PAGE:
Over the weekend, India attempted to make history by becoming just the fourth nation to successfully land a probe on the Moon. It came agonisingly close, but after journeying millions of kilometres, the Vikram lander lost contact in the final few hundred metres and crash-landed on the lunar surface.
But it would be both unfair and plain wrong to label the mission a failure.
After a postponed launch, India’s Chandrayaan-2 spacecraft began its journey to the Moon on July 22.
Onboard it carried the Vikram lander and Pragyan rover, equipped to search the lunar south pole for water and other valuable resources. Everything seemed to be going according to plan. Chandrayaan-2 completed several orbits around Earth and then the Moon, slowly making its way closer to the lunar surface and taking photographs the whole time.Source: Indian Space Research Organisation.
On September 2, the Vikram lander separated and began to make its descent. All communications were normal until the lander was within 2km of its goal.
Then it went silent – a space engineer’s worst nightmare.Indian Space Research Organisation
Vikram, do you copy?
So far, the Indian Space Research Organisation’s (ISRO) engineers have not been able to reestablish communications with the lander. It’s likely Vikram landed with enough force to damage its communications equipment, as well as other instruments.
But all hope was not lost, as Chandrayaan-2 remained in orbit above the Moon and, with its high-resolution camera, was able to spot the lander. If oriented favourably, Vikram could still manage to power itself up.
ISRO has not admitted defeat and will keep trying to connect to Vikram for the next two weeks. However, the chances of success diminish with time.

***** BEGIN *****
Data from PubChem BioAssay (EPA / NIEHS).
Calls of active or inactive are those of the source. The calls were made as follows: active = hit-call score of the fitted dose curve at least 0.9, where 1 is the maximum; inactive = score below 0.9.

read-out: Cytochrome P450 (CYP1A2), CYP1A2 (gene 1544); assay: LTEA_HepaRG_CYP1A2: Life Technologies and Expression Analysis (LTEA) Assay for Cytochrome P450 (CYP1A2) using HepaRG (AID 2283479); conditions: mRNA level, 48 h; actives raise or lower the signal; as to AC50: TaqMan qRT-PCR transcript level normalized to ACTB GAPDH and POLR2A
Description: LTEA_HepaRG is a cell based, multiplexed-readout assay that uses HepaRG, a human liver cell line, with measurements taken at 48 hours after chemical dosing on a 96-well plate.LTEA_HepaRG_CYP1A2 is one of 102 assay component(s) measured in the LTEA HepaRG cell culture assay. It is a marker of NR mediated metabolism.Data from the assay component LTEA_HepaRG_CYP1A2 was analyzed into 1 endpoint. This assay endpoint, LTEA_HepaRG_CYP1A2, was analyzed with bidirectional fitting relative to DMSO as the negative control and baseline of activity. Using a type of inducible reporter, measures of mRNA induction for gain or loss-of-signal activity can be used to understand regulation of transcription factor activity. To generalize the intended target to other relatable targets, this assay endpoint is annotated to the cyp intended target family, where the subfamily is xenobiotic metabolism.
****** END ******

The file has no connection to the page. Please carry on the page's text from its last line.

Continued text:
While the Chandrayaan-2 mission has not gone as expected, it cannot be called a failure. The Chandrayaan-2 orbiter will continue to monitor the Moon for up to seven years and the high-resolution images it takes will be vital to future international efforts to land on the Moon.
Technically a success
The near success of Vikram’s landing should be celebrated. To appreciate just how hard it is, let’s delve into some physics.
Earth is rotating and also hurtling through space at more than 100,000km per hour. The Moon is almost 400,000km away and travelling around 4,000km per hour as it orbits Earth.
To reach the Moon, you first have to escape Earth’s gravity and ensure you’re going at the right speed to orbit Earth a few times before moving far enough to be caught by the Moon. Then you slowly decrease your distance to the lunar surface, inching closer over several orbits until you are low enough to use powered assistance to land.
It took the United States and Russia decades to design, plan and execute missions to the Moon. In fact, the ISRO was founded shortly after the successful Apollo 11 mission.
We should applaud the hard work India has done over the past 50 years to get this far. This sentiment was clear as Indian prime minister Narendra Modi addressed his country, all of whom stood in solidarity with the scientists who spent countless hours in pursuit of their goal.
A global space community
The story of the Indian lander echoes that of the failed Israeli landing attempt earlier this year.
The Beresheet lander was built by private company SpaceIL, which was chasing the coveted Google Lunar XPrize when an engine malfunction caused it to swan dive into the Moon’s surface.
I mention this mission to reiterate just how hard the task is, but also to demonstrate that the old Cold War space superpowers are no longer the only ones in the game. Countries and even private companies across the world are gaining spacefaring capabilities and undertaking incredible missions that will enable humankind to go further than ever before.
In the next five years, more than a dozen missions to the Moon from six different countries, including Japan and Korea, are slated. This doesn’t include NASA’s ambitious Artemis mission that seeks to put the first woman on the Moon.
But as the cliché goes, with great power comes great responsibility.
Now that countries across the world can send things into space, we must have solidarity as a global spacefaring community to consider how our actions up there will affect us on Earth and to ensure long-term success in space ventures.
This is not the last international space mission you will hear about in the news this year.
In coming years, we may even be discussing Australian ventures into space – and maybe even to the Moon itself.
Authors: Rebecca Allen, PhD candidate researching galaxy formation and evolution, Swinburne University of Technology